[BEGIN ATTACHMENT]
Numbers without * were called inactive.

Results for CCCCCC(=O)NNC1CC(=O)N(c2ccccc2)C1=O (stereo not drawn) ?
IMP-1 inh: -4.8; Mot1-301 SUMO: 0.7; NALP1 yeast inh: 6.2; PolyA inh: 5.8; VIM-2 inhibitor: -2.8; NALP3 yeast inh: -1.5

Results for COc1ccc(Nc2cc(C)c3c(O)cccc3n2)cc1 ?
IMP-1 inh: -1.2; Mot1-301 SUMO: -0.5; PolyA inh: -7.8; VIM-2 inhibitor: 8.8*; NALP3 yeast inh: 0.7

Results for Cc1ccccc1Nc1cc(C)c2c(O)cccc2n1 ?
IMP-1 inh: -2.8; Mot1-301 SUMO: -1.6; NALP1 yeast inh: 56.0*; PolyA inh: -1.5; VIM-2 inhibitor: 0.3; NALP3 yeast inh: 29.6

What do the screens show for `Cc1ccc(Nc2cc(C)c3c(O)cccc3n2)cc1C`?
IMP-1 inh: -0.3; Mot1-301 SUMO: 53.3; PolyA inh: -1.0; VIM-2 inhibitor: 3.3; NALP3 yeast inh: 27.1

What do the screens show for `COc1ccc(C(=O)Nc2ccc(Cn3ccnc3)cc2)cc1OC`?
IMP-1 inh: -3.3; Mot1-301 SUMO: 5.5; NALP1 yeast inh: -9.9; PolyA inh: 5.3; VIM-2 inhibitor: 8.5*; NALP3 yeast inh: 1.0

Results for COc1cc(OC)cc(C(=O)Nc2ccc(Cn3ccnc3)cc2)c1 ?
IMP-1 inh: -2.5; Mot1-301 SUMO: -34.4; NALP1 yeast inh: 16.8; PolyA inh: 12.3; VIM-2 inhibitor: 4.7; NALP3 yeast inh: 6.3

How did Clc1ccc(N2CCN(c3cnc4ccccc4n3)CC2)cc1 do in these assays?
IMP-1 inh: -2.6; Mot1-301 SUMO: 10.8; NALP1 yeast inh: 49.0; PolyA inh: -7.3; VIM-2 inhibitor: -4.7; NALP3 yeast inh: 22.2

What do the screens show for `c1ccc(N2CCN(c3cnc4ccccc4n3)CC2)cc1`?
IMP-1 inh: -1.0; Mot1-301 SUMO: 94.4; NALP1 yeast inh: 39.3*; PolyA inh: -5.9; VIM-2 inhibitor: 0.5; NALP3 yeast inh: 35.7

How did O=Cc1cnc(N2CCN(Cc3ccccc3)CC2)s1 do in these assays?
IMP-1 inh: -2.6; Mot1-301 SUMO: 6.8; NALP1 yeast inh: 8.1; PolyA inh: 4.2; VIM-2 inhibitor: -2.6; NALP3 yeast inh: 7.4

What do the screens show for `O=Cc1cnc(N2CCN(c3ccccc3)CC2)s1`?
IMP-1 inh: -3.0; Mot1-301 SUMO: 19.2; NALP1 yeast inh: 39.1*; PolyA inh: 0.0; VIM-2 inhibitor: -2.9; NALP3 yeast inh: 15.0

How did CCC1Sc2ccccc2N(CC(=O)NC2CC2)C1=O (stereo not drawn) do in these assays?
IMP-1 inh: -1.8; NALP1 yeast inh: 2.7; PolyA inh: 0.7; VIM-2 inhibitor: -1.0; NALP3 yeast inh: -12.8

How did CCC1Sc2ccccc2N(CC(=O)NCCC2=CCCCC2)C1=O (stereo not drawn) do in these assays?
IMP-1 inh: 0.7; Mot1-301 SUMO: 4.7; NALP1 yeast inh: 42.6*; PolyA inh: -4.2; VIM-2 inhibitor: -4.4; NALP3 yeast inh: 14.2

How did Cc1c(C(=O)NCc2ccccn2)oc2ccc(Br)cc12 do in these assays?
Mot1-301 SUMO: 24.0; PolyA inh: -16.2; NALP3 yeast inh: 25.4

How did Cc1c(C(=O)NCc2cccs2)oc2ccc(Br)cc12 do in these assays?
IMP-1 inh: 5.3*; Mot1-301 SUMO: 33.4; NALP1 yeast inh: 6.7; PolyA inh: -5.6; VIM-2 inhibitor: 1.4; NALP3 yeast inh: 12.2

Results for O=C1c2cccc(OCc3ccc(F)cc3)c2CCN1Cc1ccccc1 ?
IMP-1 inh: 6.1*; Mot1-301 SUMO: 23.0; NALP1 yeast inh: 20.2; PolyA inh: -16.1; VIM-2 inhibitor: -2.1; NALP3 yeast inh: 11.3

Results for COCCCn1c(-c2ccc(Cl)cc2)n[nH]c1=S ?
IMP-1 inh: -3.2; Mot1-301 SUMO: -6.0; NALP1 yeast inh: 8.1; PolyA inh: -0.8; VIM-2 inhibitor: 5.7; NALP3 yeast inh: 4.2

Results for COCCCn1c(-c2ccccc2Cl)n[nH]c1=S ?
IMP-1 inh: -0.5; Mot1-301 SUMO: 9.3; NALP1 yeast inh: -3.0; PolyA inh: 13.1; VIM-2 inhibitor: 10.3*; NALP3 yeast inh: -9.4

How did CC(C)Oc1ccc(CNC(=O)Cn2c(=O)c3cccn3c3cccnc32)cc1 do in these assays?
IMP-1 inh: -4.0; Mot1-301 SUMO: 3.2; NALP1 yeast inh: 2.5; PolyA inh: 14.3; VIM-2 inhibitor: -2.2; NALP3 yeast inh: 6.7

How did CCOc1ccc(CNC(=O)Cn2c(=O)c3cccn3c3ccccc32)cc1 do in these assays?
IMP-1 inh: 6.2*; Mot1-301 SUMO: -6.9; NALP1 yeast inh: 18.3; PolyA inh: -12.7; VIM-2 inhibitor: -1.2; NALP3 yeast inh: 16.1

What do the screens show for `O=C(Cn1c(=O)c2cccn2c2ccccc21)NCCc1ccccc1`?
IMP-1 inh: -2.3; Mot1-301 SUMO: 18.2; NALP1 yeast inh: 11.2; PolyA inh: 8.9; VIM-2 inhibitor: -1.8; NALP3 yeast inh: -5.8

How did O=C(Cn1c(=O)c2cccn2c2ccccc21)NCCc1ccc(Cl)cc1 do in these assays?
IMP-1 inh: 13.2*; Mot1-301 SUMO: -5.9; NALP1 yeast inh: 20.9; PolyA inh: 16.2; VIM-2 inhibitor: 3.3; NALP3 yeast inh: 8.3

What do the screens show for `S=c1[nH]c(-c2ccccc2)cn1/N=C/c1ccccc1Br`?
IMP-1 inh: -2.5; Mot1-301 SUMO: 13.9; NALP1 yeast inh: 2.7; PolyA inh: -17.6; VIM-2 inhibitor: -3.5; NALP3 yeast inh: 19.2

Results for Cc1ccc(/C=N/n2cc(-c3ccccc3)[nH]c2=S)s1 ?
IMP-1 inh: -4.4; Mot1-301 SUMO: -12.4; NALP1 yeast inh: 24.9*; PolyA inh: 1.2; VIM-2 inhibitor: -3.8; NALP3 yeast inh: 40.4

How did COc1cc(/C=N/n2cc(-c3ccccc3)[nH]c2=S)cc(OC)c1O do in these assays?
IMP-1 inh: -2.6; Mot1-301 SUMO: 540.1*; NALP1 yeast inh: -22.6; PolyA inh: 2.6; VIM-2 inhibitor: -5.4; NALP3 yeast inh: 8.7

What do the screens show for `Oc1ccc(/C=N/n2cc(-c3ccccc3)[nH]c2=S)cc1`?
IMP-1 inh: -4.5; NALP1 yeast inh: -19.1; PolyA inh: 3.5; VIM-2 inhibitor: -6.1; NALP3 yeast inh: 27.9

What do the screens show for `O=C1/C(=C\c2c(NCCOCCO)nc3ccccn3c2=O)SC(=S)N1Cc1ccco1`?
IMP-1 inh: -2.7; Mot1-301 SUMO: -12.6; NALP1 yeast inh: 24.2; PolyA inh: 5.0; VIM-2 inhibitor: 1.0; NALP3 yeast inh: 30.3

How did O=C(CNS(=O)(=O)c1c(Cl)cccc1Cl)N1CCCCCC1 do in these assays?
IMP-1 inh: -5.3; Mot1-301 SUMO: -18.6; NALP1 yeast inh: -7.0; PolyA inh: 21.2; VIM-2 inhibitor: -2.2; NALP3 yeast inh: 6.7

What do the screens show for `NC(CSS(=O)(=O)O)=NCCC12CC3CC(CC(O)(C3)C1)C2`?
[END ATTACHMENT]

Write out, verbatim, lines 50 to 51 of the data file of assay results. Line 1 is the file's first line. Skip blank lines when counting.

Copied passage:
What do the screens show for `Oc1ccc(/C=N/n2cc(-c3ccccc3)[nH]c2=S)cc1`?
IMP-1 inh: -4.5; NALP1 yeast inh: -19.1; PolyA inh: 3.5; VIM-2 inhibitor: -6.1; NALP3 yeast inh: 27.9